Bike Ban
  January 27, 2022 Login  

Current Articles    |   Archives    |   RSS Feeds    |   Search

Monday, December 21, 2009

Bike Ban

by Ian Dille at 3:16 PM EST   comments
Categories: General, Advocacy

Manor, Texas is an ideal place for cyclists. The town, located 15-miles east of Austin, is surrounded by lush farmland. It’s situated amongst gently rolling hills and riddled with smooth country roads. On my first serious bike ride as a freshman at the University of Texas in 1999, I ventured toward Manor.

Around that time the town was home to just over a 1,000 people. Locals stuck an entire arm out the window of their pickup to wave after passing. They waited patiently at the edge of the town’s single lane bridge for cyclists to come through first. Employees exclaimed, “Y’all rode here from Austin!” When we stopped at the store for RC Colas.

But over the years Manor changed. The population grew to nearly 6,000. People no longer seemed surprised at seeing cyclists. The sheriff doled out (not entirely undeserved) tongue-lashings and tickets for rolling stop signs. The one lane bridge turned to four, while other previously perfect roads crumbled under the increasing auto traffic.

Then, two months ago Manor criminalized biking.

A cyclist crashed after hitting a large crack pedaling into town and filed a claim against the city for $250,000. It turned out the cyclist actually crashed outside of Manor’s jurisdiction, and the town wasn’t responsible for the rider’s claim. But Manor took action to mitigate their liability, anyway.

The city council passed an ordinance banning bicycling on the road. A sign, featuring a circled and slashed bike, now greets riders at the city limits. Violators are subject to a $200 fine. While the road ban extends only a quarter of a mile from town, it forces cyclists to make a roughly three-mile detour. The tone the sign projects travels much further: Cyclists no longer welcome.

In all honesty, I rarely pedaled the now banned road. It’s narrow and busy. A number of far nicer alternative routes exist. But like many cyclists in Austin, I took Manor’s bike ban personally. Being told where I cannot ride only makes me want to go there more. Civil disobedience seemed the most logical recourse.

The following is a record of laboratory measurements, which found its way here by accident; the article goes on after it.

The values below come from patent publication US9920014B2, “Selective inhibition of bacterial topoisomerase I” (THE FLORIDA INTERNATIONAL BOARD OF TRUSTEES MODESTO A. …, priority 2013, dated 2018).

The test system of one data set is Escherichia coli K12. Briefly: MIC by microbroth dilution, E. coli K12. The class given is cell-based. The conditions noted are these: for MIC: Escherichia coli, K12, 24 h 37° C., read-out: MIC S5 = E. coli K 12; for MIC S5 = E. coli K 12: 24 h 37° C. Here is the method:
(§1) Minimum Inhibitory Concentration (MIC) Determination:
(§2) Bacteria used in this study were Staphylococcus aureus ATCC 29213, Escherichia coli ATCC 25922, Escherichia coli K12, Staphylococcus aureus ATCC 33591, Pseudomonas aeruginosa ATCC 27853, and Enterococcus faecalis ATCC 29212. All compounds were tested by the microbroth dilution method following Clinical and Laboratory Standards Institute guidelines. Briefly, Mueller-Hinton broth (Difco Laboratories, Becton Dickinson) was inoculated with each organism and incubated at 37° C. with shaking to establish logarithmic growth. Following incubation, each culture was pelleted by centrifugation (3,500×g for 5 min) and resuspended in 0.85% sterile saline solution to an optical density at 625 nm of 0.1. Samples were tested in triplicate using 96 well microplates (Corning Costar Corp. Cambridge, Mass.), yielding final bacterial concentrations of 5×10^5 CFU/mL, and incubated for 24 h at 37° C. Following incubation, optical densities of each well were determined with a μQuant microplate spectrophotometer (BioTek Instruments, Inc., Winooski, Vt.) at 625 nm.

They can’t ticket us all!

Then I talked to Robin Stallings, Executive Director of the Texas Bicycle Coalition (TBC), the state’s primary advocacy group. For over three decades, Stallings has fought for cyclist rights. He urged diplomacy.

“Right now the ban is temporary, lets not make it permanent,” Stallings said.

Manor sits on a long proposed and nearly completed180-mile cycling route, Old Highway 20, linking Austin and Houston. Stallings warned improper handling of the ban might cost the TBC years of work with local communities on the route.

Stallings also contended a number of progressive forces are at work in Manor. The town’s primary developer invested heavily in a local trail network for cyclists. And one day, Stallings said, Manor may link to Austin via a completely off-street bike path.

Furthermore, towns like Manor realize cyclists are exactly the type of people they want to draw. We’re typically highly educated, well employed, and locally involved, “We no longer need to convince city officials to embrace cycling,” Stallings said. “We need to help find them the money to build proper bicycle infrastructure.”

For Manor, that means lobbying the Department of Transportation to repave and widen the road to better accommodate cyclists. In other areas, like Iowa, where a petition threatening to ban cyclists from country roads recently circulated, the Iowa Bicycle Coalition responded by raising money for Share the Road signs. Cyclists in Linn County, Iowa will help fund the cost of constructing the signs ($250 a piece) for the state’s transportation authority to install on the roads surrounding Cedar Rapids.

In Manor, the stakes are higher than a quarter mile section of road. The bike ban sets a dangerous precedent for other popular, and too often contentious, cycling locales across the nation. But if cyclists work cohesively with local, state, and federal authorities to make bicycling a revenue stream for cities, instead of a liability, it just may open the minds of small towns everywhere to the benefits of bikes.

“That’s how we’re going to win this,” says Stallings.


Subscribe via RSS or daily email

  Terms and Conditions | Privacy Policy  Copyright 2008-2013 by VeloNation LLC